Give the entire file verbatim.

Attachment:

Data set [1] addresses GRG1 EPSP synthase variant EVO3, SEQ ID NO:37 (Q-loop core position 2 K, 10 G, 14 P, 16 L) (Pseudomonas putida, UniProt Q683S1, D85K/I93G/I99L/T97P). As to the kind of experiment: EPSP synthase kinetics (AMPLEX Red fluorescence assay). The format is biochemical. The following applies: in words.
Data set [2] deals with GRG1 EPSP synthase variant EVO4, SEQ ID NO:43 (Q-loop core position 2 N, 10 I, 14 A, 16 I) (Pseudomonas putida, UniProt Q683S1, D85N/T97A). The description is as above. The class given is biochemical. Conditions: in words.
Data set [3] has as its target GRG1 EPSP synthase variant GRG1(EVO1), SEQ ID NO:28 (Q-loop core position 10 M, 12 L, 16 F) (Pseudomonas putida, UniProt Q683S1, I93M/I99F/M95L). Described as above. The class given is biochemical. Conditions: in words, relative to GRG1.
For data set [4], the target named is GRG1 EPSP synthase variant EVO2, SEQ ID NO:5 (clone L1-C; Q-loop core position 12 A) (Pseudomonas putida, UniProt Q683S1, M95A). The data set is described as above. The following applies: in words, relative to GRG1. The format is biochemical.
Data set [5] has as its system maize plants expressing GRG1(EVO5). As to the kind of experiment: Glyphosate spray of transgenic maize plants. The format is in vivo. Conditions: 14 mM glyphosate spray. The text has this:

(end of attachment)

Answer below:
Data set [1] addresses GRG1 EPSP synthase variant EVO3, SEQ ID NO:37 (Q-loop core position 2 K, 10 G, 14 P, 16 L) (Pseudomonas putida, UniProt Q683S1, D85K/I93G/I99L/T97P). As to the kind of experiment: EPSP synthase kinetics (AMPLEX Red fluorescence assay). The format is biochemical. The following applies: in words.
Data set [2] deals with GRG1 EPSP synthase variant EVO4, SEQ ID NO:43 (Q-loop core position 2 N, 10 I, 14 A, 16 I) (Pseudomonas putida, UniProt Q683S1, D85N/T97A). The description is as above. The class given is biochemical. Conditions: in words.
Data set [3] has as its target GRG1 EPSP synthase variant GRG1(EVO1), SEQ ID NO:28 (Q-loop core position 10 M, 12 L, 16 F) (Pseudomonas putida, UniProt Q683S1, I93M/I99F/M95L). Described as above. The class given is biochemical. Conditions: in words, relative to GRG1.
For data set [4], the target named is GRG1 EPSP synthase variant EVO2, SEQ ID NO:5 (clone L1-C; Q-loop core position 12 A) (Pseudomonas putida, UniProt Q683S1, M95A). The data set is described as above. The following applies: in words, relative to GRG1. The format is biochemical.
Data set [5] has as its system maize plants expressing GRG1(EVO5). As to the kind of experiment: Glyphosate spray of transgenic maize plants. The format is in vivo. Conditions: 14 mM glyphosate spray. The text has this: